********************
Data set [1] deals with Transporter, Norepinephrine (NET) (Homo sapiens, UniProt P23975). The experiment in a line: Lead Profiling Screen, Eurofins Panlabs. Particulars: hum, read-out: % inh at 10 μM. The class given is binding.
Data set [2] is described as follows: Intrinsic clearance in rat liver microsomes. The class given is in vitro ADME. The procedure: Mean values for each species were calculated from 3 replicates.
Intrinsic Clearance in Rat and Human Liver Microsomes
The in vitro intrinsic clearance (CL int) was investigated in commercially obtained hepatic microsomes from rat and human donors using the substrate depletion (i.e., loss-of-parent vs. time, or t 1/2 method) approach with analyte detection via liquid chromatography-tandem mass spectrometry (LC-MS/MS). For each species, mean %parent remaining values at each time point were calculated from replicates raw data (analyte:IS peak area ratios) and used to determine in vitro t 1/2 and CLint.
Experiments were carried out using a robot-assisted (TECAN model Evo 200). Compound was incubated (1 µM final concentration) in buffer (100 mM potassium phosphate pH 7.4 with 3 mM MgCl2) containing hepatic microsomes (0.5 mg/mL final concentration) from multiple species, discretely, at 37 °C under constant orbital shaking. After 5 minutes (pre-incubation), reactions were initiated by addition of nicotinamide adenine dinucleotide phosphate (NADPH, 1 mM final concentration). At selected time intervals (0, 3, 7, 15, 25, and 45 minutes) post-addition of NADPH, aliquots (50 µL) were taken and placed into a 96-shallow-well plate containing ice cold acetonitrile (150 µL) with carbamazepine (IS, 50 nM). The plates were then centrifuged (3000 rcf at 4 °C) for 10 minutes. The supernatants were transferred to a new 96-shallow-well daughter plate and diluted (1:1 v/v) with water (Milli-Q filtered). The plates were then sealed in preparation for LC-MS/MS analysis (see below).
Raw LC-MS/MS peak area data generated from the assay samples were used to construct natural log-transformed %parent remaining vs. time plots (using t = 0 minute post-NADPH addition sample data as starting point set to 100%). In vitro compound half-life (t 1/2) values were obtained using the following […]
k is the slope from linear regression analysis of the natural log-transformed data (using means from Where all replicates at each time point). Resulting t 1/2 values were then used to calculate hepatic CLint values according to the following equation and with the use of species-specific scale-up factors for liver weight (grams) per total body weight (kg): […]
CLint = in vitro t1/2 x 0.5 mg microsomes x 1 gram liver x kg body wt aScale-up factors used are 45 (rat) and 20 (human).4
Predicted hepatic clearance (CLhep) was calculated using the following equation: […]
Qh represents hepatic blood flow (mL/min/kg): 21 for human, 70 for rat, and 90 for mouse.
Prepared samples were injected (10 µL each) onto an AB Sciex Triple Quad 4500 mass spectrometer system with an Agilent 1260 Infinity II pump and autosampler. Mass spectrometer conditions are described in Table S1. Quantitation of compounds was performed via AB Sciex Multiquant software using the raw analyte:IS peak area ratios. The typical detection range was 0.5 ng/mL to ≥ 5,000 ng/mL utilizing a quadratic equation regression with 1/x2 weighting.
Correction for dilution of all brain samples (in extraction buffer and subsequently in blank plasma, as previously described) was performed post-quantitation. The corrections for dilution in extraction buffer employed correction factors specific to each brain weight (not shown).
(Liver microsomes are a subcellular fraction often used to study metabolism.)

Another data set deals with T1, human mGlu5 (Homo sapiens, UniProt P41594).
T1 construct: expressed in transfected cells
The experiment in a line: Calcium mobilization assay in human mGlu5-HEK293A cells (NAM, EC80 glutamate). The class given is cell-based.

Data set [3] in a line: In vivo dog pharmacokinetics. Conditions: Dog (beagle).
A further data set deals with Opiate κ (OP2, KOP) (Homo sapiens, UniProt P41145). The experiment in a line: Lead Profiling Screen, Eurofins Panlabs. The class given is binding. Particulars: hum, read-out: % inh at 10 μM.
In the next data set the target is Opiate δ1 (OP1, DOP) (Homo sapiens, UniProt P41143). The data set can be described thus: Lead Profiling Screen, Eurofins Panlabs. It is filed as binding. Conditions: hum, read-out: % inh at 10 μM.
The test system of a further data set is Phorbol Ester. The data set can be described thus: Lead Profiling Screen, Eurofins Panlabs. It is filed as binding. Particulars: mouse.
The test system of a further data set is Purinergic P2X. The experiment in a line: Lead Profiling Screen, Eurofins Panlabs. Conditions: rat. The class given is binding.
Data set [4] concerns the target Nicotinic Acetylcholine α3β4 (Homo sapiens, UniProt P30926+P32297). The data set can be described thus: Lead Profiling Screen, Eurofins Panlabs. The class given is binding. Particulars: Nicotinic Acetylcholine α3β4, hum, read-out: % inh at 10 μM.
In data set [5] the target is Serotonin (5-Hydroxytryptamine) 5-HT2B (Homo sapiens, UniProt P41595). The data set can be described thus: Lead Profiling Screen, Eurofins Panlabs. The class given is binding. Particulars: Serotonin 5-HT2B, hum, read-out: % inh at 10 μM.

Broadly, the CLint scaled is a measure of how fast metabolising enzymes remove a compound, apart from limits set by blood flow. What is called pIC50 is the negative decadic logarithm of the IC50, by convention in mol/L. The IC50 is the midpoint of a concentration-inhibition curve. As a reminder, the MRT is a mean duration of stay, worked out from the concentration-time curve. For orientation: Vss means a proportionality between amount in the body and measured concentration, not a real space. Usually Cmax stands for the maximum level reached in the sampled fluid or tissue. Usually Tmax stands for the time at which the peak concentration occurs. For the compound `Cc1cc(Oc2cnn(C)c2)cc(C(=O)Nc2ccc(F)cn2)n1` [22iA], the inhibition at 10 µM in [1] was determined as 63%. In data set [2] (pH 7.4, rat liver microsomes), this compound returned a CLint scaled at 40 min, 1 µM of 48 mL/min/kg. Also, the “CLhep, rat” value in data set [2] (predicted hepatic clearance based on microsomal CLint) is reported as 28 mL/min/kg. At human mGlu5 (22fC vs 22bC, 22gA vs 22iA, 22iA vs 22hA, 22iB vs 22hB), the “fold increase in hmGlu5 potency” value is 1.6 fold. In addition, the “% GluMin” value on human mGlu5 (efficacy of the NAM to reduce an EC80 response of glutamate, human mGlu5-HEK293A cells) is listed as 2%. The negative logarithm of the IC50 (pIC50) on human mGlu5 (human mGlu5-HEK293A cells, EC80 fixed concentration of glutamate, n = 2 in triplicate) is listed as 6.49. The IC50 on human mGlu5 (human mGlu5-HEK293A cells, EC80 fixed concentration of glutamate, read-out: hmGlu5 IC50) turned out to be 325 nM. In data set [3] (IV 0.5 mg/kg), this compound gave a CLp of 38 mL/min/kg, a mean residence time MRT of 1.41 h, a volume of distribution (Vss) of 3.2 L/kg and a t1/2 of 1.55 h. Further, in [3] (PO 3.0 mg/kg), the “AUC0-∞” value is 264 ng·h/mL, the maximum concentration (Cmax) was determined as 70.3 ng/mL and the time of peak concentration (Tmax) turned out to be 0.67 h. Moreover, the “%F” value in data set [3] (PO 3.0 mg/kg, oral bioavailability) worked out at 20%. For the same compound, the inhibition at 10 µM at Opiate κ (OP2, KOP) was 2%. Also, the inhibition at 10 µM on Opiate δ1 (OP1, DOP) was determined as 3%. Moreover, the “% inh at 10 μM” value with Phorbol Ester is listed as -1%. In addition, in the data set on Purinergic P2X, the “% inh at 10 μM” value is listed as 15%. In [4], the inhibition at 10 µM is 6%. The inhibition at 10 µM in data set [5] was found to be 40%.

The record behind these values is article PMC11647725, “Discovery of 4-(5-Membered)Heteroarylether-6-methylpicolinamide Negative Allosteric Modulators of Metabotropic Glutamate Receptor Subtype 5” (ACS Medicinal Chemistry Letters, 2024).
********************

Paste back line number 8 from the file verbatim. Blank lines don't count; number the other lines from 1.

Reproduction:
CLint = in vitro t1/2 x 0.5 mg microsomes x 1 gram liver x kg body wt aScale-up factors used are 45 (rat) and 20 (human).4